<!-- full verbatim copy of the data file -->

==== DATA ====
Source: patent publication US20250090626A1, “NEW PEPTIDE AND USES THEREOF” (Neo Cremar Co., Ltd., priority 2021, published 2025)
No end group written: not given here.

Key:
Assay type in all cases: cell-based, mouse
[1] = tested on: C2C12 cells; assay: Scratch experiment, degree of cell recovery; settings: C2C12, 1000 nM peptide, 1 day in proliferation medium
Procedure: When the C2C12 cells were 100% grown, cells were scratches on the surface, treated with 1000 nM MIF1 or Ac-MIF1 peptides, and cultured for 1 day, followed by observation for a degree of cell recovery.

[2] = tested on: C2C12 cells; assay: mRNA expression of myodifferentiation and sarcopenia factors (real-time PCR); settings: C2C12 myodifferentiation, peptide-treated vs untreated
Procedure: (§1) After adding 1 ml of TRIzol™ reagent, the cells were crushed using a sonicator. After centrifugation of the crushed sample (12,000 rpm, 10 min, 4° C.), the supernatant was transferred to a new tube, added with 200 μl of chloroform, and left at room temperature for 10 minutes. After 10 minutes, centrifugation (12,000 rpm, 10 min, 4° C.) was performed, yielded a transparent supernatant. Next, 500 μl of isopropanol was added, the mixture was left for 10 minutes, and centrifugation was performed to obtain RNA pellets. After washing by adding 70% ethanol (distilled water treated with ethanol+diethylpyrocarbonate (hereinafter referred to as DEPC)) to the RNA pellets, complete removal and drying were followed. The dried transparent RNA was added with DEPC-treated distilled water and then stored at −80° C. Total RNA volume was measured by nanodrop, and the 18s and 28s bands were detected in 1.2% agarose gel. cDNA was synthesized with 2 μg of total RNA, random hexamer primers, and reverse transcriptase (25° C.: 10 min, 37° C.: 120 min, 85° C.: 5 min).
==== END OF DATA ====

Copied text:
Source: patent publication US20250090626A1, “NEW PEPTIDE AND USES THEREOF” (Neo Cremar Co., Ltd., priority 2021, published 2025)
No end group written: not given here.

Key:
Assay type in all cases: cell-based, mouse
[1] = tested on: C2C12 cells; assay: Scratch experiment, degree of cell recovery; settings: C2C12, 1000 nM peptide, 1 day in proliferation medium
Procedure: When the C2C12 cells were 100% grown, cells were scratches on the surface, treated with 1000 nM MIF1 or Ac-MIF1 peptides, and cultured for 1 day, followed by observation for a degree of cell recovery.

[2] = tested on: C2C12 cells; assay: mRNA expression of myodifferentiation and sarcopenia factors (real-time PCR); settings: C2C12 myodifferentiation, peptide-treated vs untreated
Procedure: (§1) After adding 1 ml of TRIzol™ reagent, the cells were crushed using a sonicator. After centrifugation of the crushed sample (12,000 rpm, 10 min, 4° C.), the supernatant was transferred to a new tube, added with 200 μl of chloroform, and left at room temperature for 10 minutes. After 10 minutes, centrifugation (12,000 rpm, 10 min, 4° C.) was performed, yielded a transparent supernatant. Next, 500 μl of isopropanol was added, the mixture was left for 10 minutes, and centrifugation was performed to obtain RNA pellets. After washing by adding 70% ethanol (distilled water treated with ethanol+diethylpyrocarbonate (hereinafter referred to as DEPC)) to the RNA pellets, complete removal and drying were followed. The dried transparent RNA was added with DEPC-treated distilled water and then stored at −80° C. Total RNA volume was measured by nanodrop, and the 18s and 28s bands were detected in 1.2% agarose gel. cDNA was synthesized with 2 μg of total RNA, random hexamer primers, and reverse transcriptase (25° C.: 10 min, 37° C.: 120 min, 85° C.: 5 min).